Andersen certainly experienced same-sex love as well: he wrote to Edvard Collin:[21] "I languish for you as for a pretty Calabrian wench... my sentiments for you are those of a woman. The femininity of my nature and our friendship must remain a mystery." Collin, who preferred women, wrote in his own memoir: "I found myself unable to respond to this love, and this caused the author much suffering." Likewise, the infatuations of the author for the Danish dancer Harald Scharff[22] and Carl Alexander, the young hereditary duke of Saxe-Weimar-Eisenach,[23] did not result in any relationships.

"To conclude, it is correct to point to the very ambivalent (and also very traumatic) elements in Andersen's emotional life concerning the sexual sphere, but it is decidedly just as wrong to describe him as homosexual and maintain that he had physical relationships with men. He did not. Indeed that would have been entirely contrary to his moral and religious ideas, aspects that are quite outside the field of vision of Wullschlager and her like." [24]

Death[edit]

Andersen at Rolighed: Israel Melchior (c. 1867)
Andersen's gravestone at Assistens Cemetery in the Nørrebro district of Copenhagen.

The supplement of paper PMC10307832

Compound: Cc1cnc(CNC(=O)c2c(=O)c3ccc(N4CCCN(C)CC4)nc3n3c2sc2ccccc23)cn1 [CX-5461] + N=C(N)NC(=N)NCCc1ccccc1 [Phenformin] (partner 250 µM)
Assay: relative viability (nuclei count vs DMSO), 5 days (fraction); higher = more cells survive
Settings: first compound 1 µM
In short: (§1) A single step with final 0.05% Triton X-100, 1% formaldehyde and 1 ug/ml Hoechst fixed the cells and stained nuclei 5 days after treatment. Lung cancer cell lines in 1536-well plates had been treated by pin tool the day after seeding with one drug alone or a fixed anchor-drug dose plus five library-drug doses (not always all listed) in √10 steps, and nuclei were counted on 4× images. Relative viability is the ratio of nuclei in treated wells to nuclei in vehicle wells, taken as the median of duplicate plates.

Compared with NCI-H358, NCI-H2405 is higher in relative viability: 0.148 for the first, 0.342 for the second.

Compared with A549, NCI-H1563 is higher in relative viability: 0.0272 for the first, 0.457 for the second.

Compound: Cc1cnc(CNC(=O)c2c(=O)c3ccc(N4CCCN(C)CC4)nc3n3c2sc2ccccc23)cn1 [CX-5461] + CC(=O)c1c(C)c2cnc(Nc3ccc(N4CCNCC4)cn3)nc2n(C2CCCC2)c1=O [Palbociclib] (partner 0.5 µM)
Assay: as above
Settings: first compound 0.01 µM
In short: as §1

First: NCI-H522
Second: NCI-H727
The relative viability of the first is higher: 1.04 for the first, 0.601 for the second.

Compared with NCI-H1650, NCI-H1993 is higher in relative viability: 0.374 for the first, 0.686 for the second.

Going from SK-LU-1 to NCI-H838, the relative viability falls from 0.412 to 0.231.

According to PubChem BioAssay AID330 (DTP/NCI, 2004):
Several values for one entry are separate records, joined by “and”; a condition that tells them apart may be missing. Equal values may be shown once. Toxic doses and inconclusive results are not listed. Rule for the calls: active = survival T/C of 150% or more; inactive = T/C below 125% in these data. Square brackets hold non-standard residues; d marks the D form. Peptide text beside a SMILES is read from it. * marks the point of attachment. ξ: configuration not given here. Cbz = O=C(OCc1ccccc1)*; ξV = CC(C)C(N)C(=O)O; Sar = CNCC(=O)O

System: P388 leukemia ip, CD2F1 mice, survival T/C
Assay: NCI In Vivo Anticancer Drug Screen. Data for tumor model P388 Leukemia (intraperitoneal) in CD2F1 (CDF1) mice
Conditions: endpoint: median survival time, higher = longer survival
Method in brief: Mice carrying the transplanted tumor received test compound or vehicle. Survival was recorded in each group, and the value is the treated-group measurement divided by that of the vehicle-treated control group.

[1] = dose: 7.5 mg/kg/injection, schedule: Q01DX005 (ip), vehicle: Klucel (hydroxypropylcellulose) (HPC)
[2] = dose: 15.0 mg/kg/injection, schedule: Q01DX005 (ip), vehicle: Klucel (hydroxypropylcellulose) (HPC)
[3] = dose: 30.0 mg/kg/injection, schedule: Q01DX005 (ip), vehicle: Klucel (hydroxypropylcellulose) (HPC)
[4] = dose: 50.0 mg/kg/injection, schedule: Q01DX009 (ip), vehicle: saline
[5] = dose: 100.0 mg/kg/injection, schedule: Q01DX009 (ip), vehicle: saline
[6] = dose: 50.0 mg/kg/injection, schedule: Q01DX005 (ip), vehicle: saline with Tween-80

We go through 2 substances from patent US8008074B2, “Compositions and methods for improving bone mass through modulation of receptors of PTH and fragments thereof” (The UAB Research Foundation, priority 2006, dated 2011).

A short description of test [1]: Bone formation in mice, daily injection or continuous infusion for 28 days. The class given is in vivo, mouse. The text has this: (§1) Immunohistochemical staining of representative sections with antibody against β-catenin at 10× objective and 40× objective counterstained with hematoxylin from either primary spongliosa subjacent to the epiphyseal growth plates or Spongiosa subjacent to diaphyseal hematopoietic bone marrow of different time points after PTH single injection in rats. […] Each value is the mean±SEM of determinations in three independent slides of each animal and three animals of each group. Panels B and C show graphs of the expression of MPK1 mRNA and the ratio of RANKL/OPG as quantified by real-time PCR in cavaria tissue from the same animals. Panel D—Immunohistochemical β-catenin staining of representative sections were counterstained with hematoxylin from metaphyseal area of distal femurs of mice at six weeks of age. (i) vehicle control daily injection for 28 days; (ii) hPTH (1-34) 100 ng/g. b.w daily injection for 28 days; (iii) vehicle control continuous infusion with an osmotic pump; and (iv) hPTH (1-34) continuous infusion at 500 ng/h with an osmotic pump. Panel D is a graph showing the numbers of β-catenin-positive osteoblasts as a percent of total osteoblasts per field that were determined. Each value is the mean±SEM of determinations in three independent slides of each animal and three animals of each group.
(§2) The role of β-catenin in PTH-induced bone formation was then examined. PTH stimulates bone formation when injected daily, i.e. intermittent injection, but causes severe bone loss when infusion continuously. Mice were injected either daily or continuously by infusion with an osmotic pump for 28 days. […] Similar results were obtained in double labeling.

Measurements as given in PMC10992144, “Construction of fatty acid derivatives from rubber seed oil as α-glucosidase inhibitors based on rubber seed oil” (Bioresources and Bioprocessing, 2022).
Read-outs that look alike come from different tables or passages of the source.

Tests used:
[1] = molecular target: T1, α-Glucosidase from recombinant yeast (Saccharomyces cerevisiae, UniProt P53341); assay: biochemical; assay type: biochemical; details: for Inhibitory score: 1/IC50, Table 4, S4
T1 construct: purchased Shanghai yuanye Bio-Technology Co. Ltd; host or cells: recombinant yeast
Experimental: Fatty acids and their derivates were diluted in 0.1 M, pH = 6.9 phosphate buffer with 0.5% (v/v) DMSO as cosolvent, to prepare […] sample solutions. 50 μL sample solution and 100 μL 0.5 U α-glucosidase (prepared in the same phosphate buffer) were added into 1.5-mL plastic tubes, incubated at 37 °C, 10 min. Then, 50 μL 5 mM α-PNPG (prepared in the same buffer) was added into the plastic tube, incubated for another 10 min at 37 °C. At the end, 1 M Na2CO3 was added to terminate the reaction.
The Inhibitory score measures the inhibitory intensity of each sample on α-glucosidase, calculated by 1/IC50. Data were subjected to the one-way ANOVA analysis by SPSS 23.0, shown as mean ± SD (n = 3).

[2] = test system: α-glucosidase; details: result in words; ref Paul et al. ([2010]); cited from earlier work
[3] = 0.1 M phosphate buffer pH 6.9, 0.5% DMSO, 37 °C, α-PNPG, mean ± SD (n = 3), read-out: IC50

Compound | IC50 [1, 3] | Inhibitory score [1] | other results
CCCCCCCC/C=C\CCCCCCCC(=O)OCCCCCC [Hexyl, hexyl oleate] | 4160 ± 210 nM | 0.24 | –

In the spring of 1872, Andersen fell out of his bed and was severely hurt; he never recovered. Soon afterward, he started to show signs of liver cancer.[25]

He died on 4 August 1875, in a house called Rolighed (literally: calmness), near Copenhagen, the home of his close friends, the banker Moritz Melchior and his wife.[25] Shortly before his death, Andersen had consulted a composer about the music for his funeral, saying: "Most of the people who will walk after me will be children, so make the beat keep time with little steps."[25] His body was interred in the Assistens Kirkegård in the Nørrebro area of Copenhagen.

At the time of his death, Andersen was internationally revered, and the Danish Government paid him an annual stipend as a "national treasure".